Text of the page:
Pastor Chuck Smith—The Supremacy of Love
Calvary Chapel Magazine mourns the passing of Kay Smith, wife of CC founder Chuck Smith. Kay passed away Friday, August 13, at age 94. She joins her beloved husband, who died on October 3, 2013, in heaven. Kay was an essential part of the CC movement, a prayer warrior, a popular Bible teacher, and caring mentor for women. CC Magazine is currently featuring a series of articles describing the gracious influence she had on current pastors’ wives.
Originally published in issue 23 of Calvary Chapel Magazine
“By this shall all men know that ye are my disciples, if ye have love one to another.” John 13:35
Without love, all the gifts of the Spirit are meaningless. “Though I speak with the tongues of men and of angels, and have not charity, I am become as sounding brass, or a tinkling cymbal” (1 Corinthians 13:1). There are those who place a heavy emphasis on speaking in tongues and who look to that gift as the primary evidence of the infilling or baptism of the Spirit. But if those same people don’t have love, speaking in tongues is no more meaningful than a clanging cymbal.
Likewise, all our doctrinal orthodoxy and understanding of Scripture is of no value without love. Though I understand great mysteries—the sovereignty of God or the responsibility of man—if I don’t have love, my understanding is worthless. If I’m just getting in people’s faces to make them see my side, my doctrinal purity profits nothing. It’s all worthless without love.
God’s supreme desire for us is that we experience His love and then share it with others. Jesus said, “A new commandment I give unto you, that ye love one another; as I have loved you, that ye also love one another” (John 13:34). That’s a big order. He then said, “He that hath my commandments, and keepeth them, he it is that loveth me: and he that loveth me shall be loved of my Father, and I will love him …” (John 14:21). John said, “If a man say, I love God, and hateth his brother, he is a liar: for he that loveth not his brother whom he hath seen, how can he love God whom he hath not seen?” (1 John 4:20). John then questions, “How dwelleth the love of God in him?” (1 John 3:17).
In his first epistle, John speaks quite a bit about keeping God’s commandments. But what is the commandment that we have heard of Him?—love one another.
As we minister to a fellowship, whether it’s a small home Bible study or a church of ten thousand, we need to make certain that one of our major themes is love. This love needs to be demonstrated by our actions, attitudes, and life. May everyone see the love of Christ manifested in us. As Paul said to Timothy, “Be thou an example of the believers, in word, in conversation, in charity, in spirit, in faith, in purity” (1 Timothy 4:12). Constantly seek to be understanding and compassionate, seeing people in and through Jesus Christ.
I’ve found that the key to compassion is understanding. Ezekiel once said, “I sat where they sat” (Ezekiel 3:15). I believe that is a very good thing to try, at least in your own mind. Put yourself in the other man’s shoes. We usually see things only from our side; try and look at the situation from his side.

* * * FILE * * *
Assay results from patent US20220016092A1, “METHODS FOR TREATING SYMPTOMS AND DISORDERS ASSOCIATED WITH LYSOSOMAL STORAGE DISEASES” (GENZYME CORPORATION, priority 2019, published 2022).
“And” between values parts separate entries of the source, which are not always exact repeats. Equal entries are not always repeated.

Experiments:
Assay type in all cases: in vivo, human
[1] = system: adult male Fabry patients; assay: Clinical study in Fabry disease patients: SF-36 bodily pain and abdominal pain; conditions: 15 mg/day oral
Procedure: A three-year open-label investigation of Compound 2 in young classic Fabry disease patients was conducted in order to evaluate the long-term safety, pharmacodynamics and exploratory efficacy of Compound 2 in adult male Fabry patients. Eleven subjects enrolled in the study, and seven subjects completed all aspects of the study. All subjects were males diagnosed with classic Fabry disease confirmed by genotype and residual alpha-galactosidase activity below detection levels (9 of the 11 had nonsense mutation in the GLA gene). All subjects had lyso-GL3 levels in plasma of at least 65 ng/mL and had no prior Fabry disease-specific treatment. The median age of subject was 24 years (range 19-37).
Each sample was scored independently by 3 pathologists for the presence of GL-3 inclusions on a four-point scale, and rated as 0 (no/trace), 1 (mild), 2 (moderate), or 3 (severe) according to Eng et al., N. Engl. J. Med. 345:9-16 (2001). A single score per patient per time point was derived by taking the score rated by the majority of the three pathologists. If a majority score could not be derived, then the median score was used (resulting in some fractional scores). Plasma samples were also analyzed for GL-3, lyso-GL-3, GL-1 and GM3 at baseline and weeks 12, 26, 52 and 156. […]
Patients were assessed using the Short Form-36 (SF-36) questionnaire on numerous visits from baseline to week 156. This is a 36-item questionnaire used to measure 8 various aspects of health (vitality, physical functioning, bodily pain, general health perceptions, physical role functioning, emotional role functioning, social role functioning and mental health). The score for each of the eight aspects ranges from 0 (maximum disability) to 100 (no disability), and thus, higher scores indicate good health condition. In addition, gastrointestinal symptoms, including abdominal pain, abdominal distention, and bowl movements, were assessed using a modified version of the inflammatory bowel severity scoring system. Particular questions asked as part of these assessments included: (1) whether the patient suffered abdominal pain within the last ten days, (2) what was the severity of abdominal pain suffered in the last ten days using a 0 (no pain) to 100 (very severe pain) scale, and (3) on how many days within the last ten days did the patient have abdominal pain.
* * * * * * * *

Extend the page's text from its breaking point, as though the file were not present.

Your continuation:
Put yourself in the other man’s shoes. We usually see things only from our side; try and look at the situation from his side.
For years, I spent my vacations directing youth camps. They were the most glorious times I could have ever hoped for. But inevitably there would be those irritable little guys who would stand up when I said, “Sit down,” or who would sit down if I said, “Stand up.” There were always a few rebellious ones. Their counselors would come to me and say, “Chuck, you had better move this kid to another counselor because I won’t be responsible for what I do to him.”
“Send him to me,” I’d say. So they’d grab the kid by the nape of the neck, march him in, and say, “This is the one I was telling you about.” I’d sit down with him, give him a smile, buy him a soda or candy bar, and begin to show interest in him. As we talked, I would discover that dad’s gone, mom works in a bar, and there’s a different man over every night. Mom isn’t interested in this poor kid, and he doesn’t seem to have a chance. He has built a wall of resentment against the world and doesn’t dare let anybody get close to him. He has to protect himself. I understood why he reacted the way he did and would explain it to the boy’s counselor. Quite often, the counselor would make this little guy his helper, keep him close, and show him loads of attention. It’s amazing the changes that compassion can make in just a week’s time.
In any church, there will be certain people in the congregation who irritate you, but you need to have understanding. Get to know them. If you seek to understand them, and as you have compassion, you can truly minister to them. Look to Jesus, who was “moved with compassion,” when He saw the needs of the people.
“Herein is my Father glorified, that ye bear much fruit; so shall ye be my disciples. As the Father hath loved me, so have I loved you: continue ye in my love” (John 15:8–9).
All verses above are quoted from the King James Version.
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